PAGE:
Take our advice and watch the sunset over the mountains and then stay patient and take the time to slowly watch the stars come out. This is the perfect time to either enjoy some time with that special someone or simply do some personal mediation. By the time night has settled in, a blanket of stars will be overhead, twinkling in their natural splendor.
6. Death Valley (California)
One of the most desolate places on earth is also one of the most beautiful, and that’s never truer than in the darkest nights. Hot, arid days give way to cold, breezy nights in the summer, and those moving rocks you always hear about will be the absolute last thing you want to look at once the sun goes down. The best news is that the sky stays clear on most nights, and the results are consistent with the image below.
The silence and lack of civilization in this barren stretch of desert allows you to really focus in on the constellations. We will say that it gets pretty chilly at night, so you might want to bundle up before heading out here; even in the middle of the summer. The red and orange rocks stand out against the dark sky, and make this an experience that is both awe-inspiring and humbling. Yup, we really are just floating around on a little ball in space. It’s true.
5. Denali National Park (Alaska)
First off, Denali National Park needs to be visited even before the night sets in. The snowy peaks of the surrounding mountains is absolutely amazing, and you haven’t lived until you’ve visited. The real show, however, is when the stars begin to shine above the snow-capped mountains. There’s no state in America with as little light pollution as Alaska, and that makes for some of the best night skies in the world.
Not only does the state get more hours of darkness than the rest of the country during certain times of the year, but it also provides the best views of the Aurora Borealis. These lights are a spectacle that are impossible to truly describe outside of seeing them in person, and the blanket of stars behind them only adds to this effect. If you’re going somewhere to see the Northern Lights, go to Denali.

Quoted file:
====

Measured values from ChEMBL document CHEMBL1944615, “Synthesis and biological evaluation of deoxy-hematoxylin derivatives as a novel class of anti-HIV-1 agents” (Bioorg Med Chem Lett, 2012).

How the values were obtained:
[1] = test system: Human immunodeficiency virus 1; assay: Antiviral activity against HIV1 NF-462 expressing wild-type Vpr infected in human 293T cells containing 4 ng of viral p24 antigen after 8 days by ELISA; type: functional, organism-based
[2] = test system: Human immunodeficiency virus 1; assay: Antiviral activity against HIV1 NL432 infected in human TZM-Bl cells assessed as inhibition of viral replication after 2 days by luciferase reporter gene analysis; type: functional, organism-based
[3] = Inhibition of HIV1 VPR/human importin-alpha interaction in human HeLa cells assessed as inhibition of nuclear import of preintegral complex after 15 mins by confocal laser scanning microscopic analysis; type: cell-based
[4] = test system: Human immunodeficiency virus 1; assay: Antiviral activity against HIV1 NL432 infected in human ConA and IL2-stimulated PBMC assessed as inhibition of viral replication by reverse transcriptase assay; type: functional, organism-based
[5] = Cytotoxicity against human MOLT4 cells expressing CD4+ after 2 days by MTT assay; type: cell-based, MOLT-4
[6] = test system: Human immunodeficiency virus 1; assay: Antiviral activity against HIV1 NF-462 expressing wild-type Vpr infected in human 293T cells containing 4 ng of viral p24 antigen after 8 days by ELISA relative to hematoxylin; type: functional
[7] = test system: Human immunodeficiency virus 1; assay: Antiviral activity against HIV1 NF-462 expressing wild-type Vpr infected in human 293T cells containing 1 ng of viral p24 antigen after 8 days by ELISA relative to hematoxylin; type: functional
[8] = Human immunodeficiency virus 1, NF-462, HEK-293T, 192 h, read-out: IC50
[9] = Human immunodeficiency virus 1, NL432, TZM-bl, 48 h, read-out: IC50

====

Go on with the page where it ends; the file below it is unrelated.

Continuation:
4. Big Pine Key (Florida)
What’s more romantic than a night under the palm trees of Florida? A night under the palms on a clear night in Big Pine Key. With the waves rushing in high tide and the closest major city over one-hundred miles away, Big Pine Key is quite the escape from the tourist traps in the bustling parts of mainland Florida. On the perfect night, there won’t be many people around and you may even have the beach all to yourself.
The most amazing part is that there aren’t even many hotels on this key, which means you won’t have to worry about many distractions or tourists ruining the tranquility of the night. One of the lone options for lodgings is the Barnacle Bed & Breakfast, which is never over-saturated with people. A night under the stars on the sands of the Atlantic is absolutely amazing. Just sit back and let nature give you a show.
3. Owachomo Bridge (Utah)
Located within Natural Bridges National Monument, Owachomo Bridge almost seems to provide a glimpse into the past. On a silent night, when no one else is around, it almost seems like the rest of the world has slipped into the past as you stand below the natural bridge, which have been a part of the landscape for centuries.
From below the bridge actual looks like it was meant to fit in with the rest of the sky above. Crossing paths with the Milky Way, it’s both fascinating and impressive at the same time. There isn’t a major city anywhere within well over two-hundred miles, and nature is the only companion to the stars in a place that’s this far separated from the rest of the world around it. Make sure to bring some camping gear. You’re going to want to be under the stars for while out here.
2. Cherry Springs State Park (Pennsylvania)
Oh, Cherry Springs State Park, your views never cease to amaze. The Milky Way glows brighter than ever from the darkest regions of this park, which is arguably the most impressive of all the dark sky regions within the country. While there, you can see more stars and other celestial bodies than almost anywhere else in the country with the naked eye.
If you’re lucky enough to get there on a calm night, some of the local lakes will nearly resemble a reflecting pool, and the stars will shimmer beautifully in both the sky and the lake. Even if that’s not the case, you can just lay on your back and admire from between the trees. Even when it’s cold out, it makes it seem like the air is a little fresher and the sky a little clearer.
1. Joshua Tree National Park (California)
There’s an air of impenetrable silence that falls over Joshua Tree National Park in the wee hours of the night, and it brings a sense of peace to all who get to experience it. On the most perfect of nights, there isn’t a cloud in the sky and the wind will be completely silent. It will only be you, the sand below, and the heavens above. This sense of serenity is the main reason why so many keep coming back to Joshua Tree National Park to view the stars.
While California is a pretty well-lit state, there are a few places that get a chance to escape from the bright lights of Los Angles, San Diego, and the Bay Area. As you can see from the image above, there’s plenty of inherent beauty in the area, and the Joshua Trees only add to the mysticism as they provide a nice stage presence to the backdrop above.
Know of any other amazing spots to check out some celestial bodies? Let everyone know in the comment box below!